Your doctor will soon start you on therapeutic exercises. Flexibility exercises will improve range of motion in your shoulder. Exercises to strengthen your shoulder will gradually be added to your rehabilitation plan.

Be sure to follow your doctor’s treatment plan. Although it is a slow process, your commitment to physical therapy is the most important factor in returning to all the activities you enjoy.

Surgical Outcome. Successful surgery can correct muscle deformity and return your arm’s strength and function to nearly normal.

Non-Surgical Options

For many people, pain from a long head of biceps tendon tear resolves over time. Mild arm weakness or arm deformity may not bother some patients, such as older and less active people.

In addition, if you have not damaged a more critical structure, such as the rotator cuff, nonsurgical treatment is a reasonable option. This can include:

  • Ice. Apply cold packs for 20 minutes at a time, several times a day to keep down swelling. Do not apply ice directly to the skin.
  • Nonsteroidal anti-inflammatory medications. Drugs like ibuprofen, aspirin, or naproxen reduce pain and swelling.
  • Rest. Avoid heavy lifting and overhead activities to relieve pain and limit swelling. Your doctor may recommend using a sling for a brief time.
  • Physical therapy. Flexibility and strengthening exercises will restore movement and strengthen your shoulder.
Impingement Syndrome

One of the most common physical complaints is shoulder pain. Your shoulder is made up of several joints combined with tendons and muscles that allow a great range of motion in your arm. Because so many different structures make up the shoulder, it is vulnerable to many different problems. The rotator cuff is a frequent source of pain in the shoulder.


The rotator cuff is a common source of pain in the shoulder. Pain can be the result of:

  • Tendinitis. The rotator cuff tendons can be irritated or damaged.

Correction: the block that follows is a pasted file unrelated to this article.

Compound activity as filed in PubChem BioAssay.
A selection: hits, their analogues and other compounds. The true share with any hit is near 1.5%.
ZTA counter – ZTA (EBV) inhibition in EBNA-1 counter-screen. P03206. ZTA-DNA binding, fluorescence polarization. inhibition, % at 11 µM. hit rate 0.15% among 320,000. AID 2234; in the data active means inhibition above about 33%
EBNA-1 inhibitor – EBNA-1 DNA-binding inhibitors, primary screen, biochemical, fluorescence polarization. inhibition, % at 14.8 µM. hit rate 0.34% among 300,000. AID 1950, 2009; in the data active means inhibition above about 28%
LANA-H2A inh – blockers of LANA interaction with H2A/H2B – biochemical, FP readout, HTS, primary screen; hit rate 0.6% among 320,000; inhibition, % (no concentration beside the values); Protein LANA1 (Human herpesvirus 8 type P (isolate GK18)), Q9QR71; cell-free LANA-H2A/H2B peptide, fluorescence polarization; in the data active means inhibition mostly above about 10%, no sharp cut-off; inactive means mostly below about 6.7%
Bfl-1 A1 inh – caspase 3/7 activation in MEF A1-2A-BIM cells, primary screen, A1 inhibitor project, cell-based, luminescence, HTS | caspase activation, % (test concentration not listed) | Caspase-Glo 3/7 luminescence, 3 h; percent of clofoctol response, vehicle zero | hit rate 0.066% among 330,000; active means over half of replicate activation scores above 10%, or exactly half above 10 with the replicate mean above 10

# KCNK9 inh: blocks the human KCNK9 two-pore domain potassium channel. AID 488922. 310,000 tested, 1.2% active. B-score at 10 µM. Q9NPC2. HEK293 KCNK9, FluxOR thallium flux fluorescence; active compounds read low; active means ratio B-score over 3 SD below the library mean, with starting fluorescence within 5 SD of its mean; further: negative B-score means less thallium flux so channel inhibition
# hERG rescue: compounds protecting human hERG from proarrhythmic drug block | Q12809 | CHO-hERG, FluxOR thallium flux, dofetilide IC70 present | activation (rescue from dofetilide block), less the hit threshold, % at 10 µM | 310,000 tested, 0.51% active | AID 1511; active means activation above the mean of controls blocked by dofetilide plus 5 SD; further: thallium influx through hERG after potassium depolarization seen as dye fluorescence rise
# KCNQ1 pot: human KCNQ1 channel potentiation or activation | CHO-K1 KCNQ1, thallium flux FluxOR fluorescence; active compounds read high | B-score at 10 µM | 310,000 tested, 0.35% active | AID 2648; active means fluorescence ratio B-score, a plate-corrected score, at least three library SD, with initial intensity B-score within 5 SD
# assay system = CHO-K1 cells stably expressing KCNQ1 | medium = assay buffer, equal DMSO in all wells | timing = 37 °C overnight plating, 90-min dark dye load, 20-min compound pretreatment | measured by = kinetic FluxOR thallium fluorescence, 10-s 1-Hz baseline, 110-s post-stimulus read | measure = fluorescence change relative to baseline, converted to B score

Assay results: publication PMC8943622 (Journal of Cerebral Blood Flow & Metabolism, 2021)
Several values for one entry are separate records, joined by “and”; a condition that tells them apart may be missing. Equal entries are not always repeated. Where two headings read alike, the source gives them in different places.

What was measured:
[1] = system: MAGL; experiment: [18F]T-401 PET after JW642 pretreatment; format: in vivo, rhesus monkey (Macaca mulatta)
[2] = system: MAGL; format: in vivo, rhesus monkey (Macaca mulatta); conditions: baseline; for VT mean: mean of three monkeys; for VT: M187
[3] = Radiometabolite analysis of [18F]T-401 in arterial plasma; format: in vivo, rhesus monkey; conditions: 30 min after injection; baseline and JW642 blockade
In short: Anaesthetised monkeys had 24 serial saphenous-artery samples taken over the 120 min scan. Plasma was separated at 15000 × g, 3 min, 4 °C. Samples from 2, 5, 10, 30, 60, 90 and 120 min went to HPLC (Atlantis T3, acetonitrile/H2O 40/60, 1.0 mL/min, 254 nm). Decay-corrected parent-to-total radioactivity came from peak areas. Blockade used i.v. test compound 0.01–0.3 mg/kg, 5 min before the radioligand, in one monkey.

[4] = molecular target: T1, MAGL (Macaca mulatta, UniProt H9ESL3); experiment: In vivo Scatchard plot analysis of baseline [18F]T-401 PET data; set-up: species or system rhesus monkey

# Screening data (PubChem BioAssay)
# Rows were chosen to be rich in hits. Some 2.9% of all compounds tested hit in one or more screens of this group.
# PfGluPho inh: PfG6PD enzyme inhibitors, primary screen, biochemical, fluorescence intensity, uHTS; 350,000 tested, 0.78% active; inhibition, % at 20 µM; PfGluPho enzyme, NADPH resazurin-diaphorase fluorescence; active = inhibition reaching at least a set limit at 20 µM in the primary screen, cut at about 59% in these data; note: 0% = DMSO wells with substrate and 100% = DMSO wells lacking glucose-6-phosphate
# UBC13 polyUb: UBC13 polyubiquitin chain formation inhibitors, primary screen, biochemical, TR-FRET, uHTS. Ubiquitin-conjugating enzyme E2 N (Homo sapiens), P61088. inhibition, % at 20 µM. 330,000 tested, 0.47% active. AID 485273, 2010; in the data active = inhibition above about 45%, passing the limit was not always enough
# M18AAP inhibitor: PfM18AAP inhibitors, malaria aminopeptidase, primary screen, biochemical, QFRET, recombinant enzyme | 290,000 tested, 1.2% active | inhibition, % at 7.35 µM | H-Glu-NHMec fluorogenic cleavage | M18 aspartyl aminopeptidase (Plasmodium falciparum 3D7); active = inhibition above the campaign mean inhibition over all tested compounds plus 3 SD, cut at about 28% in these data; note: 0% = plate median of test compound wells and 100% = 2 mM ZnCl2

• Bursitis. The bursa can become inflamed and swell with more fluid causing pain.
  • Impingement. When you raise your arm to shoulder height, the space between the acromion and rotator cuff narrows. The acromion can rub against (or “impinge” on) the tendon and the bursa, causing irritation and pain.

Symptoms of Impingement Syndrome

Rotator cuff pain commonly causes local swelling and tenderness in the front of the shoulder. You may have pain and stiffness when you lift your arm. There may also be pain when the arm is lowered from an elevated position.

Beginning symptoms may be mild. Patients frequently do not seek treatment at an early stage. These symptoms may include:

  • Minor pain that is present both with activity and at rest
  • Pain radiating from the front of the shoulder to the side of the arm
  • Sudden pain with lifting and reaching movements
  • Athletes in overhead sports may have pain when throwing or serving a tennis ball

As the problem progresses, the symptoms increase:

  • Pain at night
  • Loss of strength and motion
  • Difficulty doing activities that place the arm behind the back, such as buttoning or zippering

If the pain comes on suddenly, the shoulder may be severely tender. All movement may be limited and painful.

Surgical Options

Arthroscopic technique. In arthroscopy, thin surgical instruments are inserted into two or three small puncture wounds around your shoulder. Your doctor examines your shoulder through a fiberoptic scope connected to a television camera. He or she guides the small instruments using a video monitor, and removes bone and soft tissue. In most cases, the front edge of the acromion is removed along with some of the bursal tissue.

Your surgeon may also treat other conditions present in the shoulder at the time of surgery. These can include arthritis between the clavicle (collarbone) and the acromion (acromioclavicular arthritis), inflammation of the biceps tendon (biceps tendonitis), or a partial rotator cuff tear.

Non-Surgical Options

In most cases, initial treatment is nonsurgical. Although nonsurgical treatment may take several weeks to months, many patients experience a gradual improvement and return to function.

Rest. Your doctor may suggest rest and activity modification, such as avoiding overhead activities.

Non-steroidal anti-inflammatory medicines. Drugs like ibuprofen and naproxen reduce pain and swelling.

Physical therapy. A physical therapist will initially focus on restoring normal motion to your shoulder. Stretching exercises to improve range of motion are very helpful. If you have difficulty reaching behind your back, you may have developed tightness of the posterior capsule of the shoulder (capsule refers to the inner lining of the shoulder and posterior refers to the back of the shoulder). Specific stretching of the posterior capsule can be very effective in relieving pain in the shoulder.

Once your pain is improving, your therapist can start you on a strengthening program for the rotator cuff muscles.

Steroid injection. If rest, medications, and physical therapy do not relieve your pain, an injection of a local anesthetic and a cortisone preparation may be helpful. Cortisone is a very effective anti-inflammatory medicine. Injecting it into the bursa beneath the acromion can relieve pain.